Theo de Kok
Field of interest: Genetic toxicology, molecular mechanisms in colorectal carcinogenesis and dietary chemoprevention
Prof. Theo de Kok graduated in 1988 as biologist at the Catholic University of Nijmegen, The Netherlands, with Microbiology and Toxicology as majors. He received his PhD in 1992 at the University of Limburg, after 4 years of investigating the relationship between dietary habits, the endogenous formation of carcinogenic compounds and colorectal cancer risk. From 1992 until 1997 he was appointed as course team manager at the Open University of the Netherlands, where he developed distance teaching materials in the field of Food and Toxicology, Environmental Medicine and Occupational Health. As a member of a Copernicus/WHO steering group for the promotion of environmental health teaching and innovation medical curricula, he organized several meetings and courses for university teachers in several countries. In the same period, he was also involved in several research projects at Maastricht University. In 1997, he was appointed as assistant professor at this University and became coordinator of the Environmental Health Sciences programme. He continued his research I the field of genetic toxicology and gene-environment interactions. In 1998 he was registered as Toxicologist by the National Committee for Post-Doctoral Medical-Biological Research training in The Netherlands (SMBWO).
His major research interests include:
- Molecular mechanisms in colorectal cancer, particularly related to dietary habits and exposures;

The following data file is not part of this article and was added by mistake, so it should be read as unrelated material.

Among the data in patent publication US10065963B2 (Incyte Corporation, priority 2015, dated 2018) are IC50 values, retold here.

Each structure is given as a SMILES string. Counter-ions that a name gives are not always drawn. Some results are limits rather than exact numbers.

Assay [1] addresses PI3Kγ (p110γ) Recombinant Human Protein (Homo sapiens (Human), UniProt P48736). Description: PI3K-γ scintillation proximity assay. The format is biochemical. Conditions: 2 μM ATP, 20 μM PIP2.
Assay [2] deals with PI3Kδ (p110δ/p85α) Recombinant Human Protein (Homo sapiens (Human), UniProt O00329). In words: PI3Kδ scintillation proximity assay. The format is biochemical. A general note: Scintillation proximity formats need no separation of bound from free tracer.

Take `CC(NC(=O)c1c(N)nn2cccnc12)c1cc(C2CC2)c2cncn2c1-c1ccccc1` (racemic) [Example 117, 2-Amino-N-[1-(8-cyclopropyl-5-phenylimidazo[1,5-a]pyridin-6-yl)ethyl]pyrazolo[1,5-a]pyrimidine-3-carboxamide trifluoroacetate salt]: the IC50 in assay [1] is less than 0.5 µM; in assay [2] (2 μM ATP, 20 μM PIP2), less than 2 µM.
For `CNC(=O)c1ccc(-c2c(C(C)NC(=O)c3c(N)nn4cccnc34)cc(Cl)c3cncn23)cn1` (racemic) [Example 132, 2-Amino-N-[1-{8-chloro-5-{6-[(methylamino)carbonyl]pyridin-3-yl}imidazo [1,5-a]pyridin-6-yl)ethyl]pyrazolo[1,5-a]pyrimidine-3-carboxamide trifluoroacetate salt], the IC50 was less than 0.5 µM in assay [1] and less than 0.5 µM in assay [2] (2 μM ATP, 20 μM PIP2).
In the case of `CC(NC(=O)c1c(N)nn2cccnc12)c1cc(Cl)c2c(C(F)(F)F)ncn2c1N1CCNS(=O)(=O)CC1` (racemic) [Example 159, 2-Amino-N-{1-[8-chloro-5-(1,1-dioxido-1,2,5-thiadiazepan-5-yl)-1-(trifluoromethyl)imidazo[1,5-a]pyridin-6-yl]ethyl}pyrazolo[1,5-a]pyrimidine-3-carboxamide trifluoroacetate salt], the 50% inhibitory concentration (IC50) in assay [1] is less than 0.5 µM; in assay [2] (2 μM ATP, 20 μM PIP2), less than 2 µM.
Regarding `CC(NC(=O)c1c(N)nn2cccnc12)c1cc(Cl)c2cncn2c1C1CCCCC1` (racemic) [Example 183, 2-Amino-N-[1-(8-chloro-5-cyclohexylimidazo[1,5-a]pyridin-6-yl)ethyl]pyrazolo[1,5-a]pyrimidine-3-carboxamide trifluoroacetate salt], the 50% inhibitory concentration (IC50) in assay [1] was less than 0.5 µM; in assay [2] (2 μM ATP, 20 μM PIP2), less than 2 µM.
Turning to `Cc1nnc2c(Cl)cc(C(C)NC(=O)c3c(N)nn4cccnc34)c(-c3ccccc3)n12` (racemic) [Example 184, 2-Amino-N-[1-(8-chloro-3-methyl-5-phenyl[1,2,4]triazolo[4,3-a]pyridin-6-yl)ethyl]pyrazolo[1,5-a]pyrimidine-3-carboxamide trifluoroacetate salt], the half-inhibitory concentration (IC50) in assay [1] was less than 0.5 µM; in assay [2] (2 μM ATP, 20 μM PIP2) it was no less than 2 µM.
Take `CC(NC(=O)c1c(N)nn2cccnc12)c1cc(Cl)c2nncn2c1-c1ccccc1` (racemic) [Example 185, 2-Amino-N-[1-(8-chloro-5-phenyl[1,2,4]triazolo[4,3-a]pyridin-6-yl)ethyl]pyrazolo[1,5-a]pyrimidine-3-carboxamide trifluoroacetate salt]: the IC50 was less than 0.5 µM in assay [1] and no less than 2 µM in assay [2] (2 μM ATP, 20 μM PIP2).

- Role of (oxidative) DNA damage in cancer risk and evaluation of chemopreventive action of dietary antioxidants e.g green tea polyphenols, vitamin C and flavonoids;
- Chemical characterization and toxicological evaluation of ambient particulate matter.
In 2008 he was appointed as Associate Professor at the Department of Health Risk Analysis and Toxicology, of Maastricht University. His research interests are in unraveling environment-gene interactions with respect to the process of cancer formation and prevention. Currently, his research focuses particularly on the molecular mechanisms in colorectal cancer development and prevention; the evaluation of chemopreventive action of dietary phytochemicals; modulation of the endogenous formation of carcinogenic nitroso-compounds in the human colon by diet and inflammatory bowel disease; and the risk-benefit analysis of Natural AhReceptor agonists, using genomics approaches.
He is a member of the Netherlands Society of Toxicology (Genetic Toxicology Section and the Toxicology and risk evaluation section), the Netherlands Society of Environmental Medicine, the European Environmental Mutagen Society, and the International Society of Environmental Epidemiology.